According to the American Thoracic Society, the air we breathe consists of roughly 21% oxygen. The rest is nitrogen and trace amounts of other gases. Most people can get enough oxygen from the air around them, even with lung disease. However, they may require supplemental oxygen if they have an advanced lung disease, such as chronic obstructive pulmonary disease, cystic fibrosis, pneumonia, severe asthma or even COVID-19. That’s where home oxygen concentrators can help. An oxygen machine for home helps people receive at-home oxygen therapy with comfort, convenience, and privacy. Unlike portable oxygen concentrators, home oxygen concentrators are designed to stay in a person’s home, which is why they’re sometimes called stationary oxygen concentrators.

When selecting a home oxygen concentrator, there are several factors to consider. We created our roundup of the best home oxygen concentrators of 2023 by analyzing various key features, including maximum oxygen output, power consumption and noise level, among others.

What Are Home Oxygen Concentrators?

Home oxygen concentrators draw air through filters to remove nitrogen, dust, bacteria, and other particles, according to an article published in the journal Breathe. The nitrogen and other gases are desorbed and released back into the air, while the concentrated oxygen is pumped through a nasal cannula the person wears. This lets the person breathe a continuous flow of near-pure oxygen. The best continuous flow home oxygen concentrators will provide oxygen purity levels of about 90%.

Oxygen machines measure the flow of oxygen in liters per minute. They’re often referred to as low-flow or high-flow, with an output of 5 or 10 liters per minute, respectively. Of our recommendations for the best home oxygen concentrators of 2023, three are low-flow and two are high-flow.

What Are the Best Home Oxygen Concentrators of 2023?

Comparing the Top Home Oxygen Concentrators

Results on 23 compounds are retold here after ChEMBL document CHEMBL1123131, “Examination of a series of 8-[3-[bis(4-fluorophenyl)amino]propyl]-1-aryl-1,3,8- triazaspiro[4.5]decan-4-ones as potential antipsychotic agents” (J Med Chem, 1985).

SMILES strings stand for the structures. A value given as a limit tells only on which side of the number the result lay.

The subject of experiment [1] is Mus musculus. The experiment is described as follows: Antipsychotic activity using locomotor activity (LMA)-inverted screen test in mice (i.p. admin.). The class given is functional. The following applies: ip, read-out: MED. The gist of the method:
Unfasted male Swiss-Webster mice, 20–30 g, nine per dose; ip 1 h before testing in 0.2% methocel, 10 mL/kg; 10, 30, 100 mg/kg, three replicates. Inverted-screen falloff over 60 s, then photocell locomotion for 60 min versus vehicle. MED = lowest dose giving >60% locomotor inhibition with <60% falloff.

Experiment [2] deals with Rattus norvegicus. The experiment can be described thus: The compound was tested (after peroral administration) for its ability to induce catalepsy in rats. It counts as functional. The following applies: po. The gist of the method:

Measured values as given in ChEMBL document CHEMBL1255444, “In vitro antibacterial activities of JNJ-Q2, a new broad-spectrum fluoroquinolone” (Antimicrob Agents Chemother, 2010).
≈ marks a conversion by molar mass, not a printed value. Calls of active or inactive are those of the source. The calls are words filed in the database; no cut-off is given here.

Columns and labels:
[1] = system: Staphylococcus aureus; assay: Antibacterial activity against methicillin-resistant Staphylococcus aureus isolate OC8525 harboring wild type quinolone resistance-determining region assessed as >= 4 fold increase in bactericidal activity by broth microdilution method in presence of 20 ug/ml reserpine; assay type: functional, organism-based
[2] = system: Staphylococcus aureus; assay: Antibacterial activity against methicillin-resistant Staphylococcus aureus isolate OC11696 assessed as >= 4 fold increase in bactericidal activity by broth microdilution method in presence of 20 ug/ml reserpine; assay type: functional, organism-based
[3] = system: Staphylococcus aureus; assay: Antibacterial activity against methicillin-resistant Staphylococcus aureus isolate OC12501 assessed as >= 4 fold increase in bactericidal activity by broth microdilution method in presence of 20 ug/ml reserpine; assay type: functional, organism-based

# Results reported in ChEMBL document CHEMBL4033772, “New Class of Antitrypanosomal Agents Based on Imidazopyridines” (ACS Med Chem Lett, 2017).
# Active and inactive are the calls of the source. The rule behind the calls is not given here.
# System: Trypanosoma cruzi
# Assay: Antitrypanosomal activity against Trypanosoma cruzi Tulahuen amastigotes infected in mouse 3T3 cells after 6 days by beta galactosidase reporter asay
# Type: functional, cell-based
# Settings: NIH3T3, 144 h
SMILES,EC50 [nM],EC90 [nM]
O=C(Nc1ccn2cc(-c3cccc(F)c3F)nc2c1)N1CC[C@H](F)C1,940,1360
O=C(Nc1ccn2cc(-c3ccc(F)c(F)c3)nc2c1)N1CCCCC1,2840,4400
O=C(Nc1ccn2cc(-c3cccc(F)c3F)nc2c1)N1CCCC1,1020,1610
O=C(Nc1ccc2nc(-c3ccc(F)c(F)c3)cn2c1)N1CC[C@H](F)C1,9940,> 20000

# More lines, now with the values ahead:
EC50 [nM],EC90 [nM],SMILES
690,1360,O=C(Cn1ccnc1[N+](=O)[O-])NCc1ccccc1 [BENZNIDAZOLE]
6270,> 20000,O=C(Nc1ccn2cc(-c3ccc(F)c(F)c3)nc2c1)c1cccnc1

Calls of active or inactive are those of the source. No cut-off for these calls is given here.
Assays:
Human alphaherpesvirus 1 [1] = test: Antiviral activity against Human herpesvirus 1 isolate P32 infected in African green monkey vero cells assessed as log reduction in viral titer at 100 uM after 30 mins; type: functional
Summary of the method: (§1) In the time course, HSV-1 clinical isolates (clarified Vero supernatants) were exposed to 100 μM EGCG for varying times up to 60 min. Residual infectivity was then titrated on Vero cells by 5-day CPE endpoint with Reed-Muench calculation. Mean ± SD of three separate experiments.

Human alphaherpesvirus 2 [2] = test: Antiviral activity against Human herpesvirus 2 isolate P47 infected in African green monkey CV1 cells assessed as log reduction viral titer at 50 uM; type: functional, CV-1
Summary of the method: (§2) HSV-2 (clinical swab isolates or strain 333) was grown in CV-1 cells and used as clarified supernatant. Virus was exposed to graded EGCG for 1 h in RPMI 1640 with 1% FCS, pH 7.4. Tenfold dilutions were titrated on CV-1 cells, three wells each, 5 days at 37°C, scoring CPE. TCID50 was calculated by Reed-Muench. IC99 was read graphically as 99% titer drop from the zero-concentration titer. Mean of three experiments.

Noise Level (in Decibels)

Power Consumption

Oxygen Purity

Maximum Oxygen Output (in Liters per Minute)

CAIRE Companion 5


36 lbs.

50 db

350 watts

85% to 95%


Respironics EverFlo 5


31 lbs.

45 db

350 watts

90% to 96%


Inogen At Home 5L


18 lbs.

40 db at flow setting of 2

275 watts

87% to 96%


AirSep Newlife Intensity 10


58 lbs.

55 db

590 watts

89% to 95% at 2 to 9 LPM;

87% to 93% at 10 LPM

10 LPM

Respironics Millennium M10


53 lbs.

50 db

600 watts

88% to 96% at 1 to 2 LPM;

92% to 96% at 3 to 7 LPM;

88% to 96% at 8 to 10 LPM

10 LPM

Reviews of the Top Oxygen Machines for Home

Most Budget-Friendly 5-Liter Home Oxygen Concentrator: CAIRE Companion 5

caire companion home oxygen concentrator


  • Proprietary technology reduces power consumption on low settings
  • Delivers oxygen at half-liter increments
  • Small and compact design


  • Heaviest and loudest 5-liter home oxygen unit on our list

Cost: $695

Weight: 36 pounds

Noise level: 50 decibels

Energy usage: 250 to 350 watts

Maximum oxygen output: 5 liters per minute

Oxygen purity: 85% to 95%

The CAIRE Companion 5 is one of the highest-tech home oxygen concentrators from the online retailer Oxygen Concentrator Store. It has several unique features, including proprietary autoFLOW technology that reduces the home oxygen concentrator’s power by about 15% when it operates at 2 liters per minute. Even on higher settings, the CAIRE Companion 5 will never use more than 350 watts of power.